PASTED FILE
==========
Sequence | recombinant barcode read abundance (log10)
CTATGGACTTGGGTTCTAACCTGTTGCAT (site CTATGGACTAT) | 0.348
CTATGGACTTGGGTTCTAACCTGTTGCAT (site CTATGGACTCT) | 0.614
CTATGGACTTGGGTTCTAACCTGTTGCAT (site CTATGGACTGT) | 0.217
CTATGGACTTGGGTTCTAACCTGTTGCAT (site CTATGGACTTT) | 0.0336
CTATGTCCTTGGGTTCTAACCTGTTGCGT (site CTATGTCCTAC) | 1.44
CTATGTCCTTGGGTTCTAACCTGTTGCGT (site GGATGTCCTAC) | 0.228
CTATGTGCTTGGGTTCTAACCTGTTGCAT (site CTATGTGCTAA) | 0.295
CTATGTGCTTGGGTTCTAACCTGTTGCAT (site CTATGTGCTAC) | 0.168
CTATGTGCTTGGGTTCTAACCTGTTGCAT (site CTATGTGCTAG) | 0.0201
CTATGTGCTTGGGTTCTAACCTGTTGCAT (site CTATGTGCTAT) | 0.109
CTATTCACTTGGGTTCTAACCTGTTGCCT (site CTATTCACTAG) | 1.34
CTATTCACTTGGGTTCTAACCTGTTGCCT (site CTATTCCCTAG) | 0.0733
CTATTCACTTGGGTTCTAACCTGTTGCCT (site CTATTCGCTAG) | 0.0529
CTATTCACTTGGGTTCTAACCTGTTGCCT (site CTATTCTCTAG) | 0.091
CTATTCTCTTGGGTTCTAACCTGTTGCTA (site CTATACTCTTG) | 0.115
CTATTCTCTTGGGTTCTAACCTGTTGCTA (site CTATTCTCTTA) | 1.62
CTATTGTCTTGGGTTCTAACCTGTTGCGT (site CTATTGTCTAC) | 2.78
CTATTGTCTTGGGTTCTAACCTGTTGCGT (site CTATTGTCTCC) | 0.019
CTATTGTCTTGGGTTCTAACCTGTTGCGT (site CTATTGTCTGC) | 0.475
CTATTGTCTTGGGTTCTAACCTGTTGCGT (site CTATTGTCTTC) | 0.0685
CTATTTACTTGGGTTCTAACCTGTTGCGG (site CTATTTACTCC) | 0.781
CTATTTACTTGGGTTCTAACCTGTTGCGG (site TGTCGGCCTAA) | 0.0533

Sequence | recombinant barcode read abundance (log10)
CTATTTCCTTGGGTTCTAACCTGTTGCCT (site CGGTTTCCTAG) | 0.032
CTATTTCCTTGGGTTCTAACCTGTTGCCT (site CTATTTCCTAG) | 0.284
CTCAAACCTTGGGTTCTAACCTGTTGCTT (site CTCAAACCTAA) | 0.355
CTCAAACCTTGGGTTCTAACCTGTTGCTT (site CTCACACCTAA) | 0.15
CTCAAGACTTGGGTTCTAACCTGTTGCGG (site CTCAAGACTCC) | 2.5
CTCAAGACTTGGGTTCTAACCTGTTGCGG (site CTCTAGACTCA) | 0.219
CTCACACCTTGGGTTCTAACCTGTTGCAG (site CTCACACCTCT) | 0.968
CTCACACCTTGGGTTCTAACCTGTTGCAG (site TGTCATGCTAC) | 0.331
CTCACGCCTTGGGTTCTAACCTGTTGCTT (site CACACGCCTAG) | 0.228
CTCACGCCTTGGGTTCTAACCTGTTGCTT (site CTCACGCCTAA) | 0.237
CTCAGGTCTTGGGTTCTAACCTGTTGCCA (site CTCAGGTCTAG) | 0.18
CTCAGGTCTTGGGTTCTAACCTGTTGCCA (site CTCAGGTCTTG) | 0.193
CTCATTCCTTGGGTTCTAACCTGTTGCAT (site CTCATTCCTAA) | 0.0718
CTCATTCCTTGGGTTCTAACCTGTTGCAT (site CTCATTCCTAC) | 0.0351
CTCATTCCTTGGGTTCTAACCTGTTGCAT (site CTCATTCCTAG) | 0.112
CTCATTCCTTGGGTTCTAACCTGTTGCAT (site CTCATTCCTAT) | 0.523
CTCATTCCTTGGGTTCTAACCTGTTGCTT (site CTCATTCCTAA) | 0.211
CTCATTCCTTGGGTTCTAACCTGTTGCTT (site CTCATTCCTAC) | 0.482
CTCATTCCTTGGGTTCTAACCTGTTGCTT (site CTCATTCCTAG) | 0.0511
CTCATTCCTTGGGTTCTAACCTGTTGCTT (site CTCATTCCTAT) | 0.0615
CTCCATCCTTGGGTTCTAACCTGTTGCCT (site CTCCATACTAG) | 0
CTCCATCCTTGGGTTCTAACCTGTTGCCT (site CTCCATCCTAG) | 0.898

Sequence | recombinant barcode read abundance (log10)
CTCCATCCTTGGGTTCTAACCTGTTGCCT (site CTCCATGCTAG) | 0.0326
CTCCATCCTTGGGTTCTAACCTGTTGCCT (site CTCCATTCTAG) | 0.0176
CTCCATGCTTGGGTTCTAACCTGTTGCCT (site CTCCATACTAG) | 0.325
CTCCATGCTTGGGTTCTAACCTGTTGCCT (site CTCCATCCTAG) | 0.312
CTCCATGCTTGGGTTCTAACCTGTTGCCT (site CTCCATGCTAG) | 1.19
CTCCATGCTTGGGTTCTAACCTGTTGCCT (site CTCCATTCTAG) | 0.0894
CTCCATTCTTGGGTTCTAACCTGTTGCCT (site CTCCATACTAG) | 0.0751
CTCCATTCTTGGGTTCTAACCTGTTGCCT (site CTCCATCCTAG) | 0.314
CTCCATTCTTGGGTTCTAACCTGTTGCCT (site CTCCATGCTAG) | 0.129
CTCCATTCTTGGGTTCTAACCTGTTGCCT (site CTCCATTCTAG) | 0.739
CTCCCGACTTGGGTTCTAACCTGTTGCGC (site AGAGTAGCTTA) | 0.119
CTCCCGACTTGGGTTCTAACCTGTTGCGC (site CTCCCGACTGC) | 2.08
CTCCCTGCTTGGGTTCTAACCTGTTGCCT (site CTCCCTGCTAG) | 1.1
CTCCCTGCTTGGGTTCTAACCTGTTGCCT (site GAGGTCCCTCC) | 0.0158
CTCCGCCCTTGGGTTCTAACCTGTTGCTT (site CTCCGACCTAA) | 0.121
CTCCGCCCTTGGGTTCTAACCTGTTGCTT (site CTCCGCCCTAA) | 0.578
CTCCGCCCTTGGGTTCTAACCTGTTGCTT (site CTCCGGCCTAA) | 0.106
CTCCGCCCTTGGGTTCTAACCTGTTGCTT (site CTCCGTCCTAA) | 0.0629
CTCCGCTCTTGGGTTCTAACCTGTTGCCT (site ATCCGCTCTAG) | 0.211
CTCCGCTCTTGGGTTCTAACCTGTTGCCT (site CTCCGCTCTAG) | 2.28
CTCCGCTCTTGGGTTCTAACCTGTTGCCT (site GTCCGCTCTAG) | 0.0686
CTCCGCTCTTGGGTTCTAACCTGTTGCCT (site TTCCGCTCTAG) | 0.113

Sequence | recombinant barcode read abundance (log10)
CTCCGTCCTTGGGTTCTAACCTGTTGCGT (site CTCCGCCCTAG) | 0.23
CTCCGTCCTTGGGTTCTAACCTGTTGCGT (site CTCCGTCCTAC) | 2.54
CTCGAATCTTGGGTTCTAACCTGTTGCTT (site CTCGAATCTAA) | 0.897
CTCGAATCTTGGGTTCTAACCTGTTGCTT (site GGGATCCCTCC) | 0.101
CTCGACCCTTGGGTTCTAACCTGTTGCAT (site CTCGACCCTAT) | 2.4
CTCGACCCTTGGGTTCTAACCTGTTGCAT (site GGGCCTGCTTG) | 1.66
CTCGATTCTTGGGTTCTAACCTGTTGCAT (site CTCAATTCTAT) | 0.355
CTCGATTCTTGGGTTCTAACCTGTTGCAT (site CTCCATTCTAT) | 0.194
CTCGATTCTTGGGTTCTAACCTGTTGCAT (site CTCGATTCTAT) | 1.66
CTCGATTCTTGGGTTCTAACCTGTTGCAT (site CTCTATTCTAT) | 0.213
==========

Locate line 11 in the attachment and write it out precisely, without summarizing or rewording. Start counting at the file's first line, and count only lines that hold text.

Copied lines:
CTATGTGCTTGGGTTCTAACCTGTTGCAT (site CTATGTGCTAT) | 0.109